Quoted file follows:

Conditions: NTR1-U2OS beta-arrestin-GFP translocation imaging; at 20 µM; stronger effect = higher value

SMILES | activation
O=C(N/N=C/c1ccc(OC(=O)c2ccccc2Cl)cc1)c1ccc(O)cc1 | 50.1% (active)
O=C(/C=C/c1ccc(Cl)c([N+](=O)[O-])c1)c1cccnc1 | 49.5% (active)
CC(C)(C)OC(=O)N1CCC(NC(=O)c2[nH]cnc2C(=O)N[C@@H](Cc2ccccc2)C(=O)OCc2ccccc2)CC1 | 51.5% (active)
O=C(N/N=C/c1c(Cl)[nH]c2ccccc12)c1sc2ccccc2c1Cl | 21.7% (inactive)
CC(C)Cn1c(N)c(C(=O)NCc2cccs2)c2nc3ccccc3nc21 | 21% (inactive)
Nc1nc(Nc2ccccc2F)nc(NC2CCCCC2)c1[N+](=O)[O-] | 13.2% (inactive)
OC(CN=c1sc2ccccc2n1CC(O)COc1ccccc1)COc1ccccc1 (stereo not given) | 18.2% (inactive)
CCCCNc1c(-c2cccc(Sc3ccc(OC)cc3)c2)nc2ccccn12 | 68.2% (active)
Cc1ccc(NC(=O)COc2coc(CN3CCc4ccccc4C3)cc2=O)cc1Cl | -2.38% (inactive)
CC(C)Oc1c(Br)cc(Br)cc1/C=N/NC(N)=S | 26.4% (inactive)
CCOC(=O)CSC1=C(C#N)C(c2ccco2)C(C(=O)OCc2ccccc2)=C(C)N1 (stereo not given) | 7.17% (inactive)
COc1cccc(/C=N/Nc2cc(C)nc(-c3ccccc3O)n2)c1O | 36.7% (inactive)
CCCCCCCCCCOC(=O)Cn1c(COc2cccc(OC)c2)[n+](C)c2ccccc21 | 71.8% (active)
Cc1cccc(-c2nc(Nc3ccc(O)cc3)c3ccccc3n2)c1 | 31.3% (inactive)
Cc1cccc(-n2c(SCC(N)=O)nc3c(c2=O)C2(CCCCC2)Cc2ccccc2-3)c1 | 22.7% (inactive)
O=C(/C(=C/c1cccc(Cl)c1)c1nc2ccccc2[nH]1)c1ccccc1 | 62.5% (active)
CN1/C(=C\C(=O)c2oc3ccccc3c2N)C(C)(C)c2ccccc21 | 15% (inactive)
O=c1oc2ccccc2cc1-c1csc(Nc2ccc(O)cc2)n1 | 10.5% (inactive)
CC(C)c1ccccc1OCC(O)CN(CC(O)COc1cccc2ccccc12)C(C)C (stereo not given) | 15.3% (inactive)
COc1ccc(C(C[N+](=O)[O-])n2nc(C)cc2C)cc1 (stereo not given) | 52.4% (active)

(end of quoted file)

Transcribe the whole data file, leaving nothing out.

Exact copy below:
Conditions: NTR1-U2OS beta-arrestin-GFP translocation imaging; at 20 µM; stronger effect = higher value

SMILES | activation
O=C(N/N=C/c1ccc(OC(=O)c2ccccc2Cl)cc1)c1ccc(O)cc1 | 50.1% (active)
O=C(/C=C/c1ccc(Cl)c([N+](=O)[O-])c1)c1cccnc1 | 49.5% (active)
CC(C)(C)OC(=O)N1CCC(NC(=O)c2[nH]cnc2C(=O)N[C@@H](Cc2ccccc2)C(=O)OCc2ccccc2)CC1 | 51.5% (active)
O=C(N/N=C/c1c(Cl)[nH]c2ccccc12)c1sc2ccccc2c1Cl | 21.7% (inactive)
CC(C)Cn1c(N)c(C(=O)NCc2cccs2)c2nc3ccccc3nc21 | 21% (inactive)
Nc1nc(Nc2ccccc2F)nc(NC2CCCCC2)c1[N+](=O)[O-] | 13.2% (inactive)
OC(CN=c1sc2ccccc2n1CC(O)COc1ccccc1)COc1ccccc1 (stereo not given) | 18.2% (inactive)
CCCCNc1c(-c2cccc(Sc3ccc(OC)cc3)c2)nc2ccccn12 | 68.2% (active)
Cc1ccc(NC(=O)COc2coc(CN3CCc4ccccc4C3)cc2=O)cc1Cl | -2.38% (inactive)
CC(C)Oc1c(Br)cc(Br)cc1/C=N/NC(N)=S | 26.4% (inactive)
CCOC(=O)CSC1=C(C#N)C(c2ccco2)C(C(=O)OCc2ccccc2)=C(C)N1 (stereo not given) | 7.17% (inactive)
COc1cccc(/C=N/Nc2cc(C)nc(-c3ccccc3O)n2)c1O | 36.7% (inactive)
CCCCCCCCCCOC(=O)Cn1c(COc2cccc(OC)c2)[n+](C)c2ccccc21 | 71.8% (active)
Cc1cccc(-c2nc(Nc3ccc(O)cc3)c3ccccc3n2)c1 | 31.3% (inactive)
Cc1cccc(-n2c(SCC(N)=O)nc3c(c2=O)C2(CCCCC2)Cc2ccccc2-3)c1 | 22.7% (inactive)
O=C(/C(=C/c1cccc(Cl)c1)c1nc2ccccc2[nH]1)c1ccccc1 | 62.5% (active)
CN1/C(=C\C(=O)c2oc3ccccc3c2N)C(C)(C)c2ccccc21 | 15% (inactive)
O=c1oc2ccccc2cc1-c1csc(Nc2ccc(O)cc2)n1 | 10.5% (inactive)
CC(C)c1ccccc1OCC(O)CN(CC(O)COc1cccc2ccccc12)C(C)C (stereo not given) | 15.3% (inactive)
COc1ccc(C(C[N+](=O)[O-])n2nc(C)cc2C)cc1 (stereo not given) | 52.4% (active)